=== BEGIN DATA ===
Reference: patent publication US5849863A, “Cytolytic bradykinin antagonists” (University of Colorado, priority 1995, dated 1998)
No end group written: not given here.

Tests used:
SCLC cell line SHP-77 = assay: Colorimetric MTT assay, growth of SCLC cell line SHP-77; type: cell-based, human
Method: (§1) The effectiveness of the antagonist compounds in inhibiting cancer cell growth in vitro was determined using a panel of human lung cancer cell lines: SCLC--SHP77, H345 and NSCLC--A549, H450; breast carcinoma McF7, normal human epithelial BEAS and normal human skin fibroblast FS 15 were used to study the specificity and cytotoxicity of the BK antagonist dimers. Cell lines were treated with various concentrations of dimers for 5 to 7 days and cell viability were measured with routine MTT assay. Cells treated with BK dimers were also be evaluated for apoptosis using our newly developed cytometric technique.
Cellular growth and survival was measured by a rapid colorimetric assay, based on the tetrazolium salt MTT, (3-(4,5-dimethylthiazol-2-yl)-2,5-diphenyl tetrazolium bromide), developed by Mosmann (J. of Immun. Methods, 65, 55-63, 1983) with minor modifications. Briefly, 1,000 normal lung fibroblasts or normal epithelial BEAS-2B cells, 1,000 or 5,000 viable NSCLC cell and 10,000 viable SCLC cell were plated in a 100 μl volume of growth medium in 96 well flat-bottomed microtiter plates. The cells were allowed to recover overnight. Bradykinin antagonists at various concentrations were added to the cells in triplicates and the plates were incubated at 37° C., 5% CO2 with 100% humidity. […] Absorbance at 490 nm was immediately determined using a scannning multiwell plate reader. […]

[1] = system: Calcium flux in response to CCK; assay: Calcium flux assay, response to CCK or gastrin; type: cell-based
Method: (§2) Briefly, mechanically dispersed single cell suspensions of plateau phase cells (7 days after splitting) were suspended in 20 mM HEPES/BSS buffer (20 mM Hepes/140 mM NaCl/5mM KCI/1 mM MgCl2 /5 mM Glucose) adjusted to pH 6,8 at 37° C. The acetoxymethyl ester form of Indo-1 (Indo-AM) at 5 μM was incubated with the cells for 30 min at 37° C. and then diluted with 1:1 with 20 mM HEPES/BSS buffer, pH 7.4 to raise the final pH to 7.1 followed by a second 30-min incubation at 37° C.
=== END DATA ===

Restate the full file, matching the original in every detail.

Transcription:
Reference: patent publication US5849863A, “Cytolytic bradykinin antagonists” (University of Colorado, priority 1995, dated 1998)
No end group written: not given here.

Tests used:
SCLC cell line SHP-77 = assay: Colorimetric MTT assay, growth of SCLC cell line SHP-77; type: cell-based, human
Method: (§1) The effectiveness of the antagonist compounds in inhibiting cancer cell growth in vitro was determined using a panel of human lung cancer cell lines: SCLC--SHP77, H345 and NSCLC--A549, H450; breast carcinoma McF7, normal human epithelial BEAS and normal human skin fibroblast FS 15 were used to study the specificity and cytotoxicity of the BK antagonist dimers. Cell lines were treated with various concentrations of dimers for 5 to 7 days and cell viability were measured with routine MTT assay. Cells treated with BK dimers were also be evaluated for apoptosis using our newly developed cytometric technique.
Cellular growth and survival was measured by a rapid colorimetric assay, based on the tetrazolium salt MTT, (3-(4,5-dimethylthiazol-2-yl)-2,5-diphenyl tetrazolium bromide), developed by Mosmann (J. of Immun. Methods, 65, 55-63, 1983) with minor modifications. Briefly, 1,000 normal lung fibroblasts or normal epithelial BEAS-2B cells, 1,000 or 5,000 viable NSCLC cell and 10,000 viable SCLC cell were plated in a 100 μl volume of growth medium in 96 well flat-bottomed microtiter plates. The cells were allowed to recover overnight. Bradykinin antagonists at various concentrations were added to the cells in triplicates and the plates were incubated at 37° C., 5% CO2 with 100% humidity. […] Absorbance at 490 nm was immediately determined using a scannning multiwell plate reader. […]

[1] = system: Calcium flux in response to CCK; assay: Calcium flux assay, response to CCK or gastrin; type: cell-based
Method: (§2) Briefly, mechanically dispersed single cell suspensions of plateau phase cells (7 days after splitting) were suspended in 20 mM HEPES/BSS buffer (20 mM Hepes/140 mM NaCl/5mM KCI/1 mM MgCl2 /5 mM Glucose) adjusted to pH 6,8 at 37° C. The acetoxymethyl ester form of Indo-1 (Indo-AM) at 5 μM was incubated with the cells for 30 min at 37° C. and then diluted with 1:1 with 20 mM HEPES/BSS buffer, pH 7.4 to raise the final pH to 7.1 followed by a second 30-min incubation at 37° C.